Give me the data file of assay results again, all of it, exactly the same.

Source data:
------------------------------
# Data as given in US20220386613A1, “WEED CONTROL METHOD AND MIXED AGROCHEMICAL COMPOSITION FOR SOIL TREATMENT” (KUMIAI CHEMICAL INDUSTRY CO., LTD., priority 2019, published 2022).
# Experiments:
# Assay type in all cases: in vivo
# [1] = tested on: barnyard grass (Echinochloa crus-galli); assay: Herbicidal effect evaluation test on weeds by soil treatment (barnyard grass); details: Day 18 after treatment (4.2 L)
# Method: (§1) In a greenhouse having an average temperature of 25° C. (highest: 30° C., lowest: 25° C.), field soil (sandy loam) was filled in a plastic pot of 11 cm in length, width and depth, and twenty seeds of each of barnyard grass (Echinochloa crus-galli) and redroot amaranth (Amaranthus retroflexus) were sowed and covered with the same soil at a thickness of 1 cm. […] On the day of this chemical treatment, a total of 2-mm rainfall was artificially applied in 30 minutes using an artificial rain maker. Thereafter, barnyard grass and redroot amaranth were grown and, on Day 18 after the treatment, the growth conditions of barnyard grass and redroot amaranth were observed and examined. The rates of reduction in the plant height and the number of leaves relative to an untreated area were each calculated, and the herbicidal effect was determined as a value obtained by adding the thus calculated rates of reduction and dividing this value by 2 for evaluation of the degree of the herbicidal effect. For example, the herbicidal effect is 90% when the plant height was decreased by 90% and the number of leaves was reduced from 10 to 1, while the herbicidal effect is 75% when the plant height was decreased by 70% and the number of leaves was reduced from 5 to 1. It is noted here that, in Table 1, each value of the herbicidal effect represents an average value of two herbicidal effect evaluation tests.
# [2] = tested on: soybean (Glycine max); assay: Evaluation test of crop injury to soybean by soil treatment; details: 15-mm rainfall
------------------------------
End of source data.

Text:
# Data as given in US20220386613A1, “WEED CONTROL METHOD AND MIXED AGROCHEMICAL COMPOSITION FOR SOIL TREATMENT” (KUMIAI CHEMICAL INDUSTRY CO., LTD., priority 2019, published 2022).
# Experiments:
# Assay type in all cases: in vivo
# [1] = tested on: barnyard grass (Echinochloa crus-galli); assay: Herbicidal effect evaluation test on weeds by soil treatment (barnyard grass); details: Day 18 after treatment (4.2 L)
# Method: (§1) In a greenhouse having an average temperature of 25° C. (highest: 30° C., lowest: 25° C.), field soil (sandy loam) was filled in a plastic pot of 11 cm in length, width and depth, and twenty seeds of each of barnyard grass (Echinochloa crus-galli) and redroot amaranth (Amaranthus retroflexus) were sowed and covered with the same soil at a thickness of 1 cm. […] On the day of this chemical treatment, a total of 2-mm rainfall was artificially applied in 30 minutes using an artificial rain maker. Thereafter, barnyard grass and redroot amaranth were grown and, on Day 18 after the treatment, the growth conditions of barnyard grass and redroot amaranth were observed and examined. The rates of reduction in the plant height and the number of leaves relative to an untreated area were each calculated, and the herbicidal effect was determined as a value obtained by adding the thus calculated rates of reduction and dividing this value by 2 for evaluation of the degree of the herbicidal effect. For example, the herbicidal effect is 90% when the plant height was decreased by 90% and the number of leaves was reduced from 10 to 1, while the herbicidal effect is 75% when the plant height was decreased by 70% and the number of leaves was reduced from 5 to 1. It is noted here that, in Table 1, each value of the herbicidal effect represents an average value of two herbicidal effect evaluation tests.
# [2] = tested on: soybean (Glycine max); assay: Evaluation test of crop injury to soybean by soil treatment; details: 15-mm rainfall